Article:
LINCOLN, Maine — The Federal Energy Regulatory Commission is seeking $4.4 million in civil penalties plus $379,016 in “unjust profits” made by Lincoln Paper & Tissue LLC, alleging in documents released Wednesday that the papermaker fraudulently manipulated the energy market with its participation in a load-response program five years ago.
LP&T President and CEO Keith Van Scotter said FERC’s allegations were part of a dispute with the energy regulatory body over interpretations of guidelines for an ISO New England power management plan the company had participated in.
“This is stuff that is 5 years old. The last conversation we had with them was almost two years ago. We are very upset and we strongly dispute their findings,” Van Scotter said Wednesday.
“What they are proposing just doesn’t make any sense and what they are alleging we strongly disagree with. We just have to wonder why this is something they sat on so long and then just dropped on us yesterday,” he added.
In an order dated Tuesday, the commission alleged that Van Scotter and other mill managers “deliberately curtailed internal generation at the mill by approximately 3 [megawatts] during the five-day period when Lincoln’s initial baseline load was established” for the IS0 New England power management plan in 2007-08.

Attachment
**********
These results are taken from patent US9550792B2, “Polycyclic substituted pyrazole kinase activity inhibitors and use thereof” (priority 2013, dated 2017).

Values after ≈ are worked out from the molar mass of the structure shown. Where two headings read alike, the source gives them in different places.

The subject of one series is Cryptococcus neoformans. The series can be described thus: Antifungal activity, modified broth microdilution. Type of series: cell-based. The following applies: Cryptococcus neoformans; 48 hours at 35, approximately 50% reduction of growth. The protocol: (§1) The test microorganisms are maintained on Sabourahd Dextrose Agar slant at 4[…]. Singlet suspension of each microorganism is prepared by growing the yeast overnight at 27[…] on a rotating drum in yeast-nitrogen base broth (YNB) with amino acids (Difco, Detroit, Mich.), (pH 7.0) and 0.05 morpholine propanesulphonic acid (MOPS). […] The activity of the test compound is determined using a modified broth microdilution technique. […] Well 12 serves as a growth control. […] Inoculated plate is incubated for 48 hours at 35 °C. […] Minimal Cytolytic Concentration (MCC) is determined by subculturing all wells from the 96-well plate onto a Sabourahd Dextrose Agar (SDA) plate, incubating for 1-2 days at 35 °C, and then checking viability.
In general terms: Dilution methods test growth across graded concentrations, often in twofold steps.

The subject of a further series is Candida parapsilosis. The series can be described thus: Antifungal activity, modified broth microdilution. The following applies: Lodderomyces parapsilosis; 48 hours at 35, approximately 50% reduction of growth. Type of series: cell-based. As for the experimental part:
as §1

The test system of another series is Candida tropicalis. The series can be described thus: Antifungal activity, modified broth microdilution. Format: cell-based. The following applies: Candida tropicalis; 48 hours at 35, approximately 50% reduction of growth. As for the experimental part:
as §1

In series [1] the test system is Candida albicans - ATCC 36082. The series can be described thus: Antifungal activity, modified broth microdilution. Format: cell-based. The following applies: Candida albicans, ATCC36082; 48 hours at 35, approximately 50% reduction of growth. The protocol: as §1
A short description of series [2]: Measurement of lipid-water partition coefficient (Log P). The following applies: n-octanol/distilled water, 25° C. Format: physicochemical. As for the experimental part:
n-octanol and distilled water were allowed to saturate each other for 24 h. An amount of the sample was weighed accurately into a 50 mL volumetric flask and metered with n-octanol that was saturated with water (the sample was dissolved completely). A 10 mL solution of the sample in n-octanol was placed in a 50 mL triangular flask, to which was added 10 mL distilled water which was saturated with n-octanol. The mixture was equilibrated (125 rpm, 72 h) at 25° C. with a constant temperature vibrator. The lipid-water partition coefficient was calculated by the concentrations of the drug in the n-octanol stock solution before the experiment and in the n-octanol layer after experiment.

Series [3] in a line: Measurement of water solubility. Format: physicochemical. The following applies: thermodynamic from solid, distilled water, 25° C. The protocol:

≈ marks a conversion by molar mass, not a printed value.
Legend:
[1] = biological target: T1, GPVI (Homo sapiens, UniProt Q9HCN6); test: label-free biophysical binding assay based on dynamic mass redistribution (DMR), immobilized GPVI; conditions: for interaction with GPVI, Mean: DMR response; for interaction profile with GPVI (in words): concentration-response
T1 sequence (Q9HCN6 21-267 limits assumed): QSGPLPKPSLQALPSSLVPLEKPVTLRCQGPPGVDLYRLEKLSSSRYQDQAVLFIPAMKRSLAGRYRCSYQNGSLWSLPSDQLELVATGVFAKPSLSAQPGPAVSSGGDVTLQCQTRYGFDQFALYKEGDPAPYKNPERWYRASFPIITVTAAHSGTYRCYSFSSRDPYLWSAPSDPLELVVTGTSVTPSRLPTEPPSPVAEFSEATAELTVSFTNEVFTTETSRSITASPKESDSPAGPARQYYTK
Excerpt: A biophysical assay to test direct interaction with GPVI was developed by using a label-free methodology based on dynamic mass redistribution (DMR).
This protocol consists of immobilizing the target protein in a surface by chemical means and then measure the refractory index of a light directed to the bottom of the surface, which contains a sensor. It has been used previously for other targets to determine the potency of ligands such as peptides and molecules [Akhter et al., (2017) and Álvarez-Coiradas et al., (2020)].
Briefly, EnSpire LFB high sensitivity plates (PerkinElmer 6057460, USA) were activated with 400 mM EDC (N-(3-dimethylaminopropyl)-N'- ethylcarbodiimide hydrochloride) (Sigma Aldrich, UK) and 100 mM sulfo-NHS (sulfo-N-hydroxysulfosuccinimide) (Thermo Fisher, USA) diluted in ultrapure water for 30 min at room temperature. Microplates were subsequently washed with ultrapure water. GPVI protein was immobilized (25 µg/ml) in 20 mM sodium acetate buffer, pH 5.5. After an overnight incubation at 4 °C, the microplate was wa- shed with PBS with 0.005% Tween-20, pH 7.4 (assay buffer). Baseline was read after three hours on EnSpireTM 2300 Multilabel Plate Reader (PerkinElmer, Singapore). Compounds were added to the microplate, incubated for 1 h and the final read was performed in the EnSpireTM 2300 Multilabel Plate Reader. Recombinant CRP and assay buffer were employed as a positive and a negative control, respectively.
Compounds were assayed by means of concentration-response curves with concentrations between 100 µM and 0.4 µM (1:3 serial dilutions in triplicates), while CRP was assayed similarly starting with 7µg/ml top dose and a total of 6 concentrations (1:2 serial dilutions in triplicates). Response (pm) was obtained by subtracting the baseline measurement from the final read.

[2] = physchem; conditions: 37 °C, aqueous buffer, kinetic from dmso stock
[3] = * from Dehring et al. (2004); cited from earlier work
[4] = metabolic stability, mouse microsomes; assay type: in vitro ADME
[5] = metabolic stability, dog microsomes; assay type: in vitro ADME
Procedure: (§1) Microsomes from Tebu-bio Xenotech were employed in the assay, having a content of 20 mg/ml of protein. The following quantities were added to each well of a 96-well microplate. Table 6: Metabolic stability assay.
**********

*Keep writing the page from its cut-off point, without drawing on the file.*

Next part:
Instead of operating the generator to supply Lincoln with virtually all of its energy needs, about 20 megawatts, “Lincoln curtailed its generator and bought replacement energy during the baseline period at a $10,000 cost,” the order reads. “By purchasing energy, instead of producing it on-site, Lincoln reported larger energy consumption to ISO-New England than otherwise would have been the case, thereby establishing a false and inflated baseline.”
The commission alleges that New England consumers paid $445,901 for demand response that never occurred, with Lincoln receiving $379,016 in revenues.
A spokesman for FERC did not return a telephone message left Wednesday.
The commission staff’s investigation of Lincoln and other ISO New England demand response participants included nine depositions and extensive discussions, including settlement negotiations that ended without an agreement, the order states.
FERC’s staff gave the paper mill written notification on July 5, 2011, of its intent to recommend the filing of the Order to Show Cause issued on Tuesday. Lincoln managers responded on Aug. 4, 2011, that they did not violate commission regulations and that Lincoln’s behavior is consistent with commission policy, the order states.
Mill leaders have 30 days to show cause why their alleged violation should not warrant the assessment of the civil penalties and to pay back the $379,016, plus interest, according to the FERC document.
Van Scotter said he found it absurd that FERC would expect to get more than 10 times the originally disputed amount in civil fines when the company was acting on advice from its energy advisers and attorneys.
“It was clear that the program wasn’t particularly well designed. It was developed by ISO and approved by FERC and we had these experts that were advising us, but it seems that wasn’t enough,” Van Scotter said.
“What they are proposing would ruin us. We don’t have that kind of money,” he added.